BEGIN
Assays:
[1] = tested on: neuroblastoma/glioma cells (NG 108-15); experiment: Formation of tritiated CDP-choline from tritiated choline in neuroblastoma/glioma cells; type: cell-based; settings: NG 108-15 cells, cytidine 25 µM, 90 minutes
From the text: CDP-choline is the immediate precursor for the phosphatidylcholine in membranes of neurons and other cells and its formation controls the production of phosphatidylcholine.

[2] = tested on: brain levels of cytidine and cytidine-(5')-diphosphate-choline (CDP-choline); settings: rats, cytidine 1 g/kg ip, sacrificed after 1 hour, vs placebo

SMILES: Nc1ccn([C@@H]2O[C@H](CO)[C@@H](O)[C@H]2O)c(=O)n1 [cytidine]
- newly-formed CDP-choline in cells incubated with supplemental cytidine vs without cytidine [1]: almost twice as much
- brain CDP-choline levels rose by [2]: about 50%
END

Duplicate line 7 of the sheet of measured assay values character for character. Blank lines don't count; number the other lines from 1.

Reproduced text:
- brain CDP-choline levels rose by [2]: about 50%